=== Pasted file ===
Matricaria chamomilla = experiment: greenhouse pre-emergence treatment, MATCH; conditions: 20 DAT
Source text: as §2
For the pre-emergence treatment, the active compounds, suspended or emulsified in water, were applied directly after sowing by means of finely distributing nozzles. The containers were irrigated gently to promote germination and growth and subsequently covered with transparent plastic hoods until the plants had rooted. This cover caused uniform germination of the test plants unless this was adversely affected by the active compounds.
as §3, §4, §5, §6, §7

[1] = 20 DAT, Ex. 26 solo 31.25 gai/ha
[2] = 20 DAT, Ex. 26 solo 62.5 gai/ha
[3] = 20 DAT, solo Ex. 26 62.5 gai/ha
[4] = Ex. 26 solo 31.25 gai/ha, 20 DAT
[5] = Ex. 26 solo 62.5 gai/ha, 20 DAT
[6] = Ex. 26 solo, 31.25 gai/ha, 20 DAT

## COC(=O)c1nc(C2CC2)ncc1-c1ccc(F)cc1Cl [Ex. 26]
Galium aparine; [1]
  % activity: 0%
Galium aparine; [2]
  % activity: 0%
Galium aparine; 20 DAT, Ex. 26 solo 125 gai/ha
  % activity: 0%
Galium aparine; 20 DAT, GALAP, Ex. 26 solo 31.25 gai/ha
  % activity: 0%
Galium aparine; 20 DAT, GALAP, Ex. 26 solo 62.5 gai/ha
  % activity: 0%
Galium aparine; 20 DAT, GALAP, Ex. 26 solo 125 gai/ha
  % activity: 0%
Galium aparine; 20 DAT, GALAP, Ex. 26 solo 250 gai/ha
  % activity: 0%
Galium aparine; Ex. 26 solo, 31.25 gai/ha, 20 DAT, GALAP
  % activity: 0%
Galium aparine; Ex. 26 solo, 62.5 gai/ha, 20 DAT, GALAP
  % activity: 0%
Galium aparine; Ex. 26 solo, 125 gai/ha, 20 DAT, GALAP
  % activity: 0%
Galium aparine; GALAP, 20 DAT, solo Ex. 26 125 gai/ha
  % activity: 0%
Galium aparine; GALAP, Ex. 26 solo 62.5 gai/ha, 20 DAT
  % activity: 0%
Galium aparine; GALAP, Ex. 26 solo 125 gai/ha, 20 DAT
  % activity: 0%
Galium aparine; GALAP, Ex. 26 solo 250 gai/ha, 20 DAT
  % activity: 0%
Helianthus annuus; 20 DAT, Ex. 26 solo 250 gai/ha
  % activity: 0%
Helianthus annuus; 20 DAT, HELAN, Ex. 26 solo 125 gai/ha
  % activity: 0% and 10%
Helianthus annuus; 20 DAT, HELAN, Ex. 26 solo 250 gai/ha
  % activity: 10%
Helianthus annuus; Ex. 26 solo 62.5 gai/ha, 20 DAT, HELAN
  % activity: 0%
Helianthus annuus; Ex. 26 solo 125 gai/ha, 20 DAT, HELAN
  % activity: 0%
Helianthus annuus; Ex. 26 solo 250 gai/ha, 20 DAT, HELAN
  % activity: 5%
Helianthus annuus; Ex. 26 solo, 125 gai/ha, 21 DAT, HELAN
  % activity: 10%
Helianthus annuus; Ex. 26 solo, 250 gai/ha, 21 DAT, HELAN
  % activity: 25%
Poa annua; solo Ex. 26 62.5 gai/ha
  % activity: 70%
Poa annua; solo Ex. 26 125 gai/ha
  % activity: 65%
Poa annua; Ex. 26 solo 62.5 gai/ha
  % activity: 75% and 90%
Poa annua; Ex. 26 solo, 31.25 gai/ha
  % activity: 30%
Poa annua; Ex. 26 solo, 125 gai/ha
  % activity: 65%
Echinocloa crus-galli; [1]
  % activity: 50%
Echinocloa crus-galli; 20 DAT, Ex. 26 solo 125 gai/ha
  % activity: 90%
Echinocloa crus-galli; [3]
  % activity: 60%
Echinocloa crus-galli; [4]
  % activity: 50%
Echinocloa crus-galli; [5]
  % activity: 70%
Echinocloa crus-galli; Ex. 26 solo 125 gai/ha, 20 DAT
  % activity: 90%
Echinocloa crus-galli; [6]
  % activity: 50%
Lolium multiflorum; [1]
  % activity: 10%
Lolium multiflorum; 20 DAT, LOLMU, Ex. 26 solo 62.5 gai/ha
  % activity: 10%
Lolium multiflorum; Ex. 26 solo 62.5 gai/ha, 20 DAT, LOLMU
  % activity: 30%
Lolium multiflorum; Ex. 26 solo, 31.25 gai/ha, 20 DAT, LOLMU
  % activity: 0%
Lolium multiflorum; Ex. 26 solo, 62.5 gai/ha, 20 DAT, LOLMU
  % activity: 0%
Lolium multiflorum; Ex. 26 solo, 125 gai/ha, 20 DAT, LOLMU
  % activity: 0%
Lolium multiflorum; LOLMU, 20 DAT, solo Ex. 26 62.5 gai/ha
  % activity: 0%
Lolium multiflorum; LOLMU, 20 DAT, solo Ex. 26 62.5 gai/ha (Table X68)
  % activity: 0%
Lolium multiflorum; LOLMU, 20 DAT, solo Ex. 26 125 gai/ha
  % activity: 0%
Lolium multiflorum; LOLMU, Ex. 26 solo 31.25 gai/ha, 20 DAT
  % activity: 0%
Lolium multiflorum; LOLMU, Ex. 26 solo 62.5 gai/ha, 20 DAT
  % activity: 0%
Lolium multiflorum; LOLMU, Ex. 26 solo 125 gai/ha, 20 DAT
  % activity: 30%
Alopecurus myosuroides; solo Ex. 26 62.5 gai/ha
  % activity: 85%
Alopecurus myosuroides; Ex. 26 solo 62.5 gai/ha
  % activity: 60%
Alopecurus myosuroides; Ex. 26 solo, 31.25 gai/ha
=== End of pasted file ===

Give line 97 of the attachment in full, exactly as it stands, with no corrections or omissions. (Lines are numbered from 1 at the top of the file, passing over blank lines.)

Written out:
  % activity: 0%